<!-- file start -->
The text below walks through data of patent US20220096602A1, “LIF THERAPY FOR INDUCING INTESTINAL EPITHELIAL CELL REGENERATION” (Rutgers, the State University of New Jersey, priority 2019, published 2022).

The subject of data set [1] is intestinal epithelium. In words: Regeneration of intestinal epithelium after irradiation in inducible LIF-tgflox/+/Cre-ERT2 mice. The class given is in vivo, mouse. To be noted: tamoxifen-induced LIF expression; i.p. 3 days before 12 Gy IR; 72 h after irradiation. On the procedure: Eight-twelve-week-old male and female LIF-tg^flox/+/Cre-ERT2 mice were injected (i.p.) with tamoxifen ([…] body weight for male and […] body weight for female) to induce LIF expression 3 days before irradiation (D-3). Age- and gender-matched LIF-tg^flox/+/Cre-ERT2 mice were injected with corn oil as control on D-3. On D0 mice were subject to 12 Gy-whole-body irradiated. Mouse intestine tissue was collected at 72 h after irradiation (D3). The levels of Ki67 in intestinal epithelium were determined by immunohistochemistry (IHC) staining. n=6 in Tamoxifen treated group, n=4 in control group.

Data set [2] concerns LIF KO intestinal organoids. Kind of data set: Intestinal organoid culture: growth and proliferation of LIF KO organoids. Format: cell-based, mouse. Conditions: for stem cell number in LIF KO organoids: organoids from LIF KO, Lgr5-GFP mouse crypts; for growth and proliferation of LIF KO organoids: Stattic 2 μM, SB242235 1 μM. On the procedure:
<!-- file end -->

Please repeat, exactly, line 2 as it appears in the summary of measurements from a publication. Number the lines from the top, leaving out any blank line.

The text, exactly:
The subject of data set [1] is intestinal epithelium. In words: Regeneration of intestinal epithelium after irradiation in inducible LIF-tgflox/+/Cre-ERT2 mice. The class given is in vivo, mouse. To be noted: tamoxifen-induced LIF expression; i.p. 3 days before 12 Gy IR; 72 h after irradiation. On the procedure: Eight-twelve-week-old male and female LIF-tg^flox/+/Cre-ERT2 mice were injected (i.p.) with tamoxifen ([…] body weight for male and […] body weight for female) to induce LIF expression 3 days before irradiation (D-3). Age- and gender-matched LIF-tg^flox/+/Cre-ERT2 mice were injected with corn oil as control on D-3. On D0 mice were subject to 12 Gy-whole-body irradiated. Mouse intestine tissue was collected at 72 h after irradiation (D3). The levels of Ki67 in intestinal epithelium were determined by immunohistochemistry (IHC) staining. n=6 in Tamoxifen treated group, n=4 in control group.